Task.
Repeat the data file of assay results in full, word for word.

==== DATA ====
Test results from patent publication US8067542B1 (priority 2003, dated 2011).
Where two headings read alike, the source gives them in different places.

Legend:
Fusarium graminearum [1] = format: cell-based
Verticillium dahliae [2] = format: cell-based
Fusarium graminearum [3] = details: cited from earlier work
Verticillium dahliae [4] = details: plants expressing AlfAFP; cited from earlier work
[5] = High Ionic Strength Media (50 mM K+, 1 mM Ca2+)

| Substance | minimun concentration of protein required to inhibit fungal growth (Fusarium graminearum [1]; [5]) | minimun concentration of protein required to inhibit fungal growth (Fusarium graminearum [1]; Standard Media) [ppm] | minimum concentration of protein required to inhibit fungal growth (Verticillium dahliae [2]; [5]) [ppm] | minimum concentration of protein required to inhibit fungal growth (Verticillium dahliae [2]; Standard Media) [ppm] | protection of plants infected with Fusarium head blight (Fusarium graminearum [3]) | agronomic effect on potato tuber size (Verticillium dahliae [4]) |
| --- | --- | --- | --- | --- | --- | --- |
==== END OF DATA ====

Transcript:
Test results from patent publication US8067542B1 (priority 2003, dated 2011).
Where two headings read alike, the source gives them in different places.

Legend:
Fusarium graminearum [1] = format: cell-based
Verticillium dahliae [2] = format: cell-based
Fusarium graminearum [3] = details: cited from earlier work
Verticillium dahliae [4] = details: plants expressing AlfAFP; cited from earlier work
[5] = High Ionic Strength Media (50 mM K+, 1 mM Ca2+)

| Substance | minimun concentration of protein required to inhibit fungal growth (Fusarium graminearum [1]; [5]) | minimun concentration of protein required to inhibit fungal growth (Fusarium graminearum [1]; Standard Media) [ppm] | minimum concentration of protein required to inhibit fungal growth (Verticillium dahliae [2]; [5]) [ppm] | minimum concentration of protein required to inhibit fungal growth (Verticillium dahliae [2]; Standard Media) [ppm] | protection of plants infected with Fusarium head blight (Fusarium graminearum [3]) | agronomic effect on potato tuber size (Verticillium dahliae [4]) |
| --- | --- | --- | --- | --- | --- | --- |